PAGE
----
With the construction of the Red Canal, the menagerie was transferred to Hamovaya Street. With the completion of the Red Canal in 1721, the western edge of the Big Meadow became a popular site for the nobility to construct large townhouses; those that settled in the area included Charles Frederick, Duke of Holstein-Gottorp, Alexander Rumyantsev, Adam Veyde, Pavel Yaguzhinsky, Peter the Great's daughter, Elizabeth Petrovna. With the canals dug to carry away water, the land was soon drained, on the orders of Peter the Great, it was levelled and sown with grass, with alleys laid out for walking and riding; the Great Meadow became a location for military festivals. Celebrations of the 1721 Treaty of Nystad were held here, with a triumphal arch built to commemorate the treaty; the area became known as "Amusement Field". The Gottorp Globe was installed on the field shortly after its arrival in Saint Petersburg, housed in the former elephant quarters. A special building was constructed for it, opened to the public for a time, before the globe was moved to the Kunstkamera on Vasilyevsky Island in summer 1726.
Biffo the Bear is a British comic strip from The Beano about the eponymous bear, created in 1948 by Dudley D. Watkins. Biffo's creator, Dudley D. Watkins worked for Beano's friendly rival The Dandy, as well as other DC Thomson children's comics, such as Adventure in the 1920s and The Sunday Post's Oor Wullie comic, noted by Beano creator R. D. Low for his talent of social realist humour. Watkins participated in comic strips for The Beano as well, drawing for Lord Snooty, The White Mouse Will Get You, the title panels for The King's Got a Tail!. At the time of the development of Biffo the Bear, rumours circulated that Beano readers were losing interest in the comic strip Big Eggo because he was not relatable to them anymore in the same way a mammal would. Biffo the Bear debuted as cover star on the 327th issue and remained so until issue 1677. R. D. Low preferred cover star characters to be monochrome because they would stand out in a colourful world, since the front covers of his comics were in color.
This was the same technique he used for Korky the Cat, the first cover star of The Dandy, Big Eggo. Although a strong resemblance to Mickey Mouse, it has not been confirmed whether Biffo's design is based on the Disney character. A lot of Biffo's stories would be based on his anthropomorphism, such as owning a cafe, working as a ticket seller for camel and elephant rides at the zoo, or busking. Despite his human characteristics, Biffo spoke and most of the comic strip panels would have no speech bubbles. In 1969, Lord Snooty found Biffo's family tree at the Beanotown museum and Biffo uses it to tell stories of his family history to the readers and flashbacks would show how his ancestors interacted with famous historical events; this was written by Watkins with the help of Ian Gray. In issue 575, his human friend Buster appeared in his stories and had a one-off tale with Biffo in Biffo and Buster; when Watkins died in August 1969, David Sutherland continued the series until the 1970s, Jimmy Glen took over.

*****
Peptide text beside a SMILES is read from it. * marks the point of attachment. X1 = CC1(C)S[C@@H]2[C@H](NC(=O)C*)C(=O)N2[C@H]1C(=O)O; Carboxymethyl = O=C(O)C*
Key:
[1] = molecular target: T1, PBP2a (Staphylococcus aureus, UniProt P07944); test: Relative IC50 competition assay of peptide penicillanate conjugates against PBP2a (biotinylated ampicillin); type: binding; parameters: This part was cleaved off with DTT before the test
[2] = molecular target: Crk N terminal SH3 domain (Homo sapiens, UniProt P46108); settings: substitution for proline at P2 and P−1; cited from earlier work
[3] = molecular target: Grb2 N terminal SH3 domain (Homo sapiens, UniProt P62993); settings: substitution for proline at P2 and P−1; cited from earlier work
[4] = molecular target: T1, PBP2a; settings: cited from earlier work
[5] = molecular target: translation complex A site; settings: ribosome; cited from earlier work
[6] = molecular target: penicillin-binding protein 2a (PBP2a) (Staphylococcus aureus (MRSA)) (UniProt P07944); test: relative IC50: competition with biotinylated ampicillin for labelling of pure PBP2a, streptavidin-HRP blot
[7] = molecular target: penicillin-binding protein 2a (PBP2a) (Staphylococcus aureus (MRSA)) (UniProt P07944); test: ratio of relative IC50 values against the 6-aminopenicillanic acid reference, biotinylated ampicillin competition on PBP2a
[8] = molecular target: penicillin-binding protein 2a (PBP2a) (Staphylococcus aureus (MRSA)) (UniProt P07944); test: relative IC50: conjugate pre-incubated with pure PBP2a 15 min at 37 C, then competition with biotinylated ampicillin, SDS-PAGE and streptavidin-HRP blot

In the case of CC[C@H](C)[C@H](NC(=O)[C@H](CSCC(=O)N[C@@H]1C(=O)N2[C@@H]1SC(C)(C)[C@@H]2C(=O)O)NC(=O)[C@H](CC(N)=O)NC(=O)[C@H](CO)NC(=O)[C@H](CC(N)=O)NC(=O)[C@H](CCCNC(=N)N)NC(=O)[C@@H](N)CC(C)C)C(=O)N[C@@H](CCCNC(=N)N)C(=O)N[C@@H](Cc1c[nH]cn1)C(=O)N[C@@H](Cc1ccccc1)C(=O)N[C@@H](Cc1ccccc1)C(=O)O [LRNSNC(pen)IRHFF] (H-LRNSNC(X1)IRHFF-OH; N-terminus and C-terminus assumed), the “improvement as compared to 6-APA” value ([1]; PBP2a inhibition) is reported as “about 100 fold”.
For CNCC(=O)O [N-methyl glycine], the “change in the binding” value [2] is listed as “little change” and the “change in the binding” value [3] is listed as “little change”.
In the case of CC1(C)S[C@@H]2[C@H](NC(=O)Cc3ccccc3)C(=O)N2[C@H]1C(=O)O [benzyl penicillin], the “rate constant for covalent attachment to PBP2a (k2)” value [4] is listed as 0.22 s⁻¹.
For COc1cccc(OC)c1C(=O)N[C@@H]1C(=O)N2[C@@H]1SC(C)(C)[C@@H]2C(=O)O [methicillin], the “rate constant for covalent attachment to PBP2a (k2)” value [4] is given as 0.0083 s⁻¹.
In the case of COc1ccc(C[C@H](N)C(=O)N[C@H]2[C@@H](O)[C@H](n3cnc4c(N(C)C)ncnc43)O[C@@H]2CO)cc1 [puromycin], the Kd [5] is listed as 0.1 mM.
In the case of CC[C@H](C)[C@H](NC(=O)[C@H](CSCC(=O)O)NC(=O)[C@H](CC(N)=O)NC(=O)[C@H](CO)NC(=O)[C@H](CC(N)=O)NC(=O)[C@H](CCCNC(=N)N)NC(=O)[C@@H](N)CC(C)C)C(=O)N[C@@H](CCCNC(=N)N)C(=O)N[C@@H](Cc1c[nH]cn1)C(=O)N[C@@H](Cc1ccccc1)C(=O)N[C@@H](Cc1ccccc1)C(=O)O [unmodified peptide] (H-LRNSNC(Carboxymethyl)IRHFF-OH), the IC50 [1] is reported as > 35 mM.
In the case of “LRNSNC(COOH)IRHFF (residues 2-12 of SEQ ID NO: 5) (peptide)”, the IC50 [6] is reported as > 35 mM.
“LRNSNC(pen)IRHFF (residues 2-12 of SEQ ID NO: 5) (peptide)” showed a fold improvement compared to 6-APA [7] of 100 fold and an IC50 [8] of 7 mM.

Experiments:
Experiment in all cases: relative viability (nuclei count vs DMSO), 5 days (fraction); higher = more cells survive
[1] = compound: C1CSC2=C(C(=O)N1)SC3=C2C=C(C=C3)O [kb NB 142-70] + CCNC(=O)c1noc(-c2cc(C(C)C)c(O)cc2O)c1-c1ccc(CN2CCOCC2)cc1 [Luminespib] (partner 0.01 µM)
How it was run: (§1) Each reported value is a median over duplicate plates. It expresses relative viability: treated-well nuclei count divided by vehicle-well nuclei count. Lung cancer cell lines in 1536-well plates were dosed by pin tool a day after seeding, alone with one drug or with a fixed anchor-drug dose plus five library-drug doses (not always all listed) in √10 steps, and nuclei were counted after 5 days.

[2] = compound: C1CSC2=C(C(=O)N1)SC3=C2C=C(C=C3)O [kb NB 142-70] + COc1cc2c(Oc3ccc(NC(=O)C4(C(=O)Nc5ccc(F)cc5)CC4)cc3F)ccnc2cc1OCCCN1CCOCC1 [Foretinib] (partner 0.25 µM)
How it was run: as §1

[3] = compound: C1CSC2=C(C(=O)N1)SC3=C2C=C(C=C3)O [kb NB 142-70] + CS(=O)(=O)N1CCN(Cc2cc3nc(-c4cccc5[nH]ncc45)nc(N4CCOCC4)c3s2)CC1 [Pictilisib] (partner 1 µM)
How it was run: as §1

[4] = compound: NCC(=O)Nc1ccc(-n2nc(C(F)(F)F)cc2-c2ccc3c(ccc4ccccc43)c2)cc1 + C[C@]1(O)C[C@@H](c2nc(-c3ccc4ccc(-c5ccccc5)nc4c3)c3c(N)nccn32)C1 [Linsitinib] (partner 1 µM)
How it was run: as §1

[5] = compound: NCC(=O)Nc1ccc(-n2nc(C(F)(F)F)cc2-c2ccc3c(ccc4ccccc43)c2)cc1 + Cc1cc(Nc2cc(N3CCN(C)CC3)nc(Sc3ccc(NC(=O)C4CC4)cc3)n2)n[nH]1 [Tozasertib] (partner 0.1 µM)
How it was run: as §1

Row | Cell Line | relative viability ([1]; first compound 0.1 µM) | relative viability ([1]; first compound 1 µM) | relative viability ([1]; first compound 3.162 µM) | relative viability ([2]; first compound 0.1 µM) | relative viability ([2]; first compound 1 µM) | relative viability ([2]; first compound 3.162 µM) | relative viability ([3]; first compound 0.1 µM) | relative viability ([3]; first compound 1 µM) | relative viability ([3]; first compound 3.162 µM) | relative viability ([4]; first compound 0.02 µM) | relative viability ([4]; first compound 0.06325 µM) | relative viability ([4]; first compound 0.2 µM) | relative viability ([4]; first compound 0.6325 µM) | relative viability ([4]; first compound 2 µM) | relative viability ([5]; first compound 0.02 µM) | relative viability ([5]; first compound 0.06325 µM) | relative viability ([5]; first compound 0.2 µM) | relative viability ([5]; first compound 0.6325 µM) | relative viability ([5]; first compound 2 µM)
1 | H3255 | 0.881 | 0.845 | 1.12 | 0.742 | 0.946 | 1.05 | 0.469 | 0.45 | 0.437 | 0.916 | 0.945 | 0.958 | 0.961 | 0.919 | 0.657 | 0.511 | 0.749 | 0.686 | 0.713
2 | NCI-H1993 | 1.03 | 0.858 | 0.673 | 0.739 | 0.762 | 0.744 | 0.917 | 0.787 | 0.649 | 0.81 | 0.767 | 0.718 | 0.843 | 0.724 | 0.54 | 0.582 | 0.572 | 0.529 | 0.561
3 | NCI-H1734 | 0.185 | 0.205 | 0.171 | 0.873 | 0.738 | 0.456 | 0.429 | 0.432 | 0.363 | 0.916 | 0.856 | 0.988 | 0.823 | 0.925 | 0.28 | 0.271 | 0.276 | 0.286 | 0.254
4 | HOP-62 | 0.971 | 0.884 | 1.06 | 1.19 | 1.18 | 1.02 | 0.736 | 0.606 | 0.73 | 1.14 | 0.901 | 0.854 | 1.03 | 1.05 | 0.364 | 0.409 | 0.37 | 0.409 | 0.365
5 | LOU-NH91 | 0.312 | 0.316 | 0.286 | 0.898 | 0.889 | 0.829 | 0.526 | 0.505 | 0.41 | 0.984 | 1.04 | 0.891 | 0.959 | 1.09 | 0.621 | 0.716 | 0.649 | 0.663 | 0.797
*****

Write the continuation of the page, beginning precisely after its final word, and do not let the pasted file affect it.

Biffo remained as cover star until issue 1677, dethroned by Dennis the Menace, but appeared inside The Beano until issue 2310, however, he would have three one-off strips in the "Readers' Request" feature. One of R. D. Low's "new big five" comics, but failed due to paper rationing, The Magic Comic from 1939 was revived in late-January 1976 and ended in 1979. Spin-off stories of Biffo the Bear were printed, aimed at a younger audience than The Beano, were about Biffo visiting his nephews Cuddly and Dudley; these were designed by Turnbull. Biffo was the star of pocket-sized Twinkle books in the 1980s, drawn by Bill Ritchie; the series returned in issue 2445, drawn by Sid Burgon, finished in issue 2954. The format had been revamped to three or four frames over a page with no speech depicting Biffo in fantastical, surreal situations; some stories were reprinted in 2007 in the Fun Size Comics section. Trevor Metcalfe contributed a few stories as well, including in The Beano Book 1994. In The Beano Book 1999, Milly O'Naire from Jackpot made a guest appearance with her father, most a nod to Burgon's previous work on her comic strip.